Now seems like a good time to remind ourselves of why we started making dramatic changes to the design of every site on the network. From Joe's post on meta:
We're introducing a new product, Teams (née channels), and doing the requisite research and design thinking to get it right. In addition, early on we realized that we have a unique opportunity to pay off technical debt that prevented us from serving Stack Exchange communities as well as we should have been.
There are something like 60 similar, but not compatible themes plus ~100 sites that share the "beta blue" theme. In 2016, our designers pushed out one design a month in an effort to catch up with the rate sites were graduating. In 2017, we had zero new designs. We've painted ourselves into a corner and need to give our designers some space to work with. We never again want to utter the words:
It turns out that when you try to pick a color to match 40 different site designs, you quickly realize you only have one real choice: black.
To get an idea of how the standard theme is implemented, you can look at the CSS and pattern library documentation. (We've never had design documentation in the past, in part, because there is so much variation in site design.) Standard design frameworks have proved an effective way to squash long-standing design bugs in the past and I expect the standard theme will eliminate many existing problems and prevent many more in the future.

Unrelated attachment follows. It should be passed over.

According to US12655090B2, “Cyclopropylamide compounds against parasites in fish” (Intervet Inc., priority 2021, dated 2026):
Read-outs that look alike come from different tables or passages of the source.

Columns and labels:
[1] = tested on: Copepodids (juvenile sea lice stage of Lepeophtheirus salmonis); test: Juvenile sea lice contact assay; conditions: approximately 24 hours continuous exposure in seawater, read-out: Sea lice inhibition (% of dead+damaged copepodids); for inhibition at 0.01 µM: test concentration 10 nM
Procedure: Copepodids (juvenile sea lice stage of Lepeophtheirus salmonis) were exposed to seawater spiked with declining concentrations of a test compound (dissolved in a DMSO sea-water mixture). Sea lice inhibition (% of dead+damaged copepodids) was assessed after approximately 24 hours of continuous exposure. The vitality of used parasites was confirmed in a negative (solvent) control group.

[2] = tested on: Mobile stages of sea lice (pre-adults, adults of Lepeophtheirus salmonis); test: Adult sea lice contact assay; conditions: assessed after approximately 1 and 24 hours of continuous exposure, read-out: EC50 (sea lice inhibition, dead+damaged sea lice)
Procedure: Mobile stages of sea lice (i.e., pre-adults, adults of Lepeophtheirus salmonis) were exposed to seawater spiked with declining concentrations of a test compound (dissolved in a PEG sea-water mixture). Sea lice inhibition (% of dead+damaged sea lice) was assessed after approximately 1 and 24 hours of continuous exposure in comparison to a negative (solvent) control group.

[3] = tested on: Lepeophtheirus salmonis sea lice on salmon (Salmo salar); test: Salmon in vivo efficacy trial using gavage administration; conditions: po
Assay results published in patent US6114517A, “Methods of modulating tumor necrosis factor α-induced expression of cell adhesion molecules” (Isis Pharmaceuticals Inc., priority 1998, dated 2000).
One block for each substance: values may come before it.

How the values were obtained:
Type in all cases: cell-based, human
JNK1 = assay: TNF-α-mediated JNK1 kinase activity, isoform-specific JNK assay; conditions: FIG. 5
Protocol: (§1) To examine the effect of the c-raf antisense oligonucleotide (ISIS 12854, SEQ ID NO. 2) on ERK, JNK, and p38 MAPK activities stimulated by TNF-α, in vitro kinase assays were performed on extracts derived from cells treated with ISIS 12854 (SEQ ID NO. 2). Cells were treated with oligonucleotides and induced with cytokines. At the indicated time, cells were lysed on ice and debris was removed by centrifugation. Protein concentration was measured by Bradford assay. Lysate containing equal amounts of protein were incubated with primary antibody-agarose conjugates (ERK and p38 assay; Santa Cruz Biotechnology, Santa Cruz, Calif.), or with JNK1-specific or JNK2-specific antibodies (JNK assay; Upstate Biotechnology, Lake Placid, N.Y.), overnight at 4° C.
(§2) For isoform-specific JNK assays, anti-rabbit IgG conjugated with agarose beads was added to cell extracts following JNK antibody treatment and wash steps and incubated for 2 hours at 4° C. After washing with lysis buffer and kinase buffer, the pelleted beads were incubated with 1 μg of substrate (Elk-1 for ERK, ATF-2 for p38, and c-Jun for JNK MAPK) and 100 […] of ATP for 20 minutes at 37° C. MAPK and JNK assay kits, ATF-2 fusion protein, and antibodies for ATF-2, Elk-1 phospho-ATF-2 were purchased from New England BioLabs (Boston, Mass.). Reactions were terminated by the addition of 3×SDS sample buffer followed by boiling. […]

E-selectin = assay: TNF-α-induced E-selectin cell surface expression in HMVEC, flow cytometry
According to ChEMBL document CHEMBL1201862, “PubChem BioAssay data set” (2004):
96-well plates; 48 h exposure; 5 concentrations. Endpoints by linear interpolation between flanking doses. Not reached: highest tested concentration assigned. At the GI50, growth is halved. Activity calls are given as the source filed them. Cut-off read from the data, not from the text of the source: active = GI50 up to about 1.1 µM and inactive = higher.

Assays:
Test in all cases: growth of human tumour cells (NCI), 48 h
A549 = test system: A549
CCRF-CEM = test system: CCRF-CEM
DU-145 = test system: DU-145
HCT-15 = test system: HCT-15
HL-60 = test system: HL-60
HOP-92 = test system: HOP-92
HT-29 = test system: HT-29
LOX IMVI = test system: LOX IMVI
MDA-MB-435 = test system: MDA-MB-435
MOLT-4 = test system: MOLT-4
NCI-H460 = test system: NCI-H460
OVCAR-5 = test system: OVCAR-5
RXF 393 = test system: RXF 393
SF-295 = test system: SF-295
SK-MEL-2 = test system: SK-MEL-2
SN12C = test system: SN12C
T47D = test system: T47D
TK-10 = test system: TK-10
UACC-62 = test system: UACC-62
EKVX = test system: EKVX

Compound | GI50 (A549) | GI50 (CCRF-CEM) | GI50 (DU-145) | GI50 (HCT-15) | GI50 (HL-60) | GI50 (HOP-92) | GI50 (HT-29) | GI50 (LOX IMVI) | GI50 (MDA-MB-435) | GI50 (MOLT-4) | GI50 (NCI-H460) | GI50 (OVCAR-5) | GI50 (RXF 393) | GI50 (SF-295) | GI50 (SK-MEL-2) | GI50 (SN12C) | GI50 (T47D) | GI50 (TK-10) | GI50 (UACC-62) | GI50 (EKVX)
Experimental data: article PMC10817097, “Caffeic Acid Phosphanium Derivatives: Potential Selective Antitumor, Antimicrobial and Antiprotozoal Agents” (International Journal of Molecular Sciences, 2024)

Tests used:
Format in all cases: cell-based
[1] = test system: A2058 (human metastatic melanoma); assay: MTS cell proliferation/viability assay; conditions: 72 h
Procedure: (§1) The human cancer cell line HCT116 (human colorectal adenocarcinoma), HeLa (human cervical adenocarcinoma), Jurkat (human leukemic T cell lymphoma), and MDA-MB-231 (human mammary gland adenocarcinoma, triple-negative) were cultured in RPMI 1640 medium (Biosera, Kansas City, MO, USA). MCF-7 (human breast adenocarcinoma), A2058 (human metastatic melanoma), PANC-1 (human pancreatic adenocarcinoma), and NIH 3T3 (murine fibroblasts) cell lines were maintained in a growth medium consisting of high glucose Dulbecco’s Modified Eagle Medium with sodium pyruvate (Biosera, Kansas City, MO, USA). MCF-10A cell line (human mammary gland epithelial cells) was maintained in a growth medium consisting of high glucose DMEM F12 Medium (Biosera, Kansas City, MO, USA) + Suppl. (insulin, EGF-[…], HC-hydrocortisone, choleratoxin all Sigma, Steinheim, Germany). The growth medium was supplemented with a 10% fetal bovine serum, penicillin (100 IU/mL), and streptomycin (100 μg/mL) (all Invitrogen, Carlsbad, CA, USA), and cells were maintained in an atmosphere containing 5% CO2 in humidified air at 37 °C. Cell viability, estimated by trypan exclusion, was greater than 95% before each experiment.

Giving sites customized designs is a big part in our ongoing effort to rationalize the site lifecycle. (Opening more sites to moderator elections is another piece to the puzzle.) Unique community designs (and, by extention, brands) is one way we can invest in the Stack Exchange network. Not so obvious right now, but a standard theme also allows us to port Stack Overflow-exclusive features to other sites; new features that target Stack Overflow, Enterprise or Teams will probably stay locked into those platforms as long as we don't have a common design to target.